The third lesson is that technology is changing our lifestyle as a nation and as individuals. Our way of life is rapidly evolving and is influenced more by technology and artificial intelligence. The old ways are being quickly replaced by new ways anchored on technology. We now have e-banking, e-politics, e-healthcare, e-learning, and e-communication, and they are pervasive. 2022 witnessed an unprecedented increase in the adoption of new technologies in our national life than previously seen. Nigeria is now the 38th largest market for eCommerce globally and it is projected to grow by 16.30% annually.
The adoption of the cashless society principle is fuelling a change in cash regime, money distribution and reliance on banking technology to control financial transactions more now than ever.
Technology is changing the way we act and think as a people. If our leadership does not keep pace, it will lead to widespread discontentment by an enlightened citizenry getting more impatient with an analogue decadent ruling class. We are nearly there.
The electoral campaign we are witnessing may be the most social media election campaign ever in the history of Nigeria.
Young citizens in Nigeria are not shy to fight for their political interests online, and the social media space is almost the most militant political space in Nigeria. The democratisation of the public space has allowed the voiceless to be heard. Many people who hitherto may not have had access to traditional media are constantly spewing their political views and consuming other people’s opinions on social media. The ultimate lesson is that this wave of technology-driven change can only continue and would not slow down soon .
The fourth lesson is that mass discontent is gathering momentum. In the past few years, we have witnessed many Nigerians disaffected and discontented with the political orthodoxy. Rather than being apolitical, these people have become active and are creating new loci or finding appropriate loci to coagulate and form a critical mass to agitate for change.
We see this group in the secessionist movements of IPOB and Sunday Igboho groups, the EndSARS agitation group, and other non-state actors’ groups that challenge the state, the elite class, and the socio-economic and political space. When each coalition fails, they re- group and quickly emerge in another group. The transmogrification of the vocal secessionist movements and other social agitators into the ‘Obedient movement’ is worthy of mention.
The lessons from a phenomenon called, “The Obedient” is the emergence of a discontented majority who find appeal in the anti-establishment rhetoric of Peter Obi. Whether Obi-Datti wins the presidential elections or not, this anger will snowball into something more significant that a different sort of social organising agent for change for sinister outcome could harvest. The Nigerian bubble may soon burst! My concern is that mass discontent is gathering momentum without corresponding shared consciousness for change in a positive direction which may lead to anarchy. Any new government must try to douse this palpable national tension and bring about change that will reverse the trajectory of Nigeria. It cannot be business as usual in Nigeria.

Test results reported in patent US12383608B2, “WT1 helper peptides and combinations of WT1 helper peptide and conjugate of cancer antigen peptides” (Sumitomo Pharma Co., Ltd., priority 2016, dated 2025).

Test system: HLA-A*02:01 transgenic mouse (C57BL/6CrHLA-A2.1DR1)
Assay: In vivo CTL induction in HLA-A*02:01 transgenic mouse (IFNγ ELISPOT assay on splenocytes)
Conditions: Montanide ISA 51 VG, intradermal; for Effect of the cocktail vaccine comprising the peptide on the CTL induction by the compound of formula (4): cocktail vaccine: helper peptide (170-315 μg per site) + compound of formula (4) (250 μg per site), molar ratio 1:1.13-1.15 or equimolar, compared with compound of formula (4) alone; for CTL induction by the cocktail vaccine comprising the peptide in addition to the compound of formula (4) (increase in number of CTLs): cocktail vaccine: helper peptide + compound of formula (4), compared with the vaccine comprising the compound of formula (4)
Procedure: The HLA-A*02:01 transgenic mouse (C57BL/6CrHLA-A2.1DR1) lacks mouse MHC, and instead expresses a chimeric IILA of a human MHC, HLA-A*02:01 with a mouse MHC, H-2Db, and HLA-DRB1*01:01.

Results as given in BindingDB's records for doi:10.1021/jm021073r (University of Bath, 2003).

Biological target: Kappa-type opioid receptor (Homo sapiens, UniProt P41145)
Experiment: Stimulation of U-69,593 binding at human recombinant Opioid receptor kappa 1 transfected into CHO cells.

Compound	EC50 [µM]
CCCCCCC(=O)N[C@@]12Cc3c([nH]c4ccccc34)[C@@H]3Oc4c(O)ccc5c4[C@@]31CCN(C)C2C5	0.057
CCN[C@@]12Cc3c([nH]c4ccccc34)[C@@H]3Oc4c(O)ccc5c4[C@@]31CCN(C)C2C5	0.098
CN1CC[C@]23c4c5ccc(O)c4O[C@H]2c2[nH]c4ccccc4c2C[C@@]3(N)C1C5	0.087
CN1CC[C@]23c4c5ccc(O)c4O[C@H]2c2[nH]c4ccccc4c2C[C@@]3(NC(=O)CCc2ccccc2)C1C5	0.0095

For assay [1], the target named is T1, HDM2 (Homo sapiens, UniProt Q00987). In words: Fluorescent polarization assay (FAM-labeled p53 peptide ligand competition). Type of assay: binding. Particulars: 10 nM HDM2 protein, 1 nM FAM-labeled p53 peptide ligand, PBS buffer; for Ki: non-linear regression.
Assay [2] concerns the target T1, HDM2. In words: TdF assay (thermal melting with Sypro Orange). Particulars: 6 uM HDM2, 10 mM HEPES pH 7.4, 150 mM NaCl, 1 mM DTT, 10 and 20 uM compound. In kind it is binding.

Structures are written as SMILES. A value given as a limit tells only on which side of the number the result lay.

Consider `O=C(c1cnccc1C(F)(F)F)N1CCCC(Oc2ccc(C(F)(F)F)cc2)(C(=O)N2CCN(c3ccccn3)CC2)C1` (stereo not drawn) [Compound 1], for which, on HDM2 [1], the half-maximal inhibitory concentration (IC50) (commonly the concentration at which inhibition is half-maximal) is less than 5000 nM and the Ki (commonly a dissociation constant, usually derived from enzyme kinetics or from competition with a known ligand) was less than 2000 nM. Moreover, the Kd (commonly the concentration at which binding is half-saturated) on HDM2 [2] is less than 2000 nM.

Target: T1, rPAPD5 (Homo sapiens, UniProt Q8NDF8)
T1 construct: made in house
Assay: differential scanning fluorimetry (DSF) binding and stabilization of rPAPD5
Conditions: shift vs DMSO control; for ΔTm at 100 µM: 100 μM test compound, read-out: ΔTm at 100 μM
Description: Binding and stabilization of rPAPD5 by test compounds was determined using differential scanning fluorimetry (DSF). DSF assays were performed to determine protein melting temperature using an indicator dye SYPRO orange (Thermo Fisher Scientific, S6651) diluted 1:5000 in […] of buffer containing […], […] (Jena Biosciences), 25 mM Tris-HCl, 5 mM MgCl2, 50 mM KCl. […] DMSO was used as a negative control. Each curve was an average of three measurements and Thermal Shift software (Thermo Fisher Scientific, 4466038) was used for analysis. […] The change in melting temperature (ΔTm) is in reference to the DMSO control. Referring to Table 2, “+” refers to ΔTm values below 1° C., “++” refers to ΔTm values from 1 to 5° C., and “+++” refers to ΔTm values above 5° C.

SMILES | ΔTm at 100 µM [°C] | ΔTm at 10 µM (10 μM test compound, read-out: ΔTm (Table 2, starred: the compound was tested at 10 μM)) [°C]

The fifth and final lesson is that there is a near national consensus on restructuring but differences in meaning and understanding. All major presidential candidates are promoting and committing to restructuring, but they understand and interpret it differently. The form of restructuring will depend on who wins the presidential election and what brand of restructuring he advocates.
However, any restructuring exercise must be holistic, physical, promote greater productivity and in line with Nigeria’s historical antecedents. Anything short may touch the fault lines of the diverse multi-religious, multi-ethnic, and multi-language society. I will advise any new government to attempt severe economic, political, or physical restructuring in the first year of administration. That way, it will take three years before another election and people may either be used to the new normal or may have started seeing the inherent benefits of a well thought through restructuring for all.
Finally, I expect everything not to be the same again in the world and Nigeria come 2023. We either embrace change in its different dimensions, or we perish. The signs are not ominous, and there is hope. The hope is that the new government has its job cut out from day one. No one is under the illusion that the task of resetting the nation on the path of safety and growth is going to be straightforward. Far from it.
But to make meaningful progress, we must strive to accomplish worthy goals and build on our progress, if any, in 2022.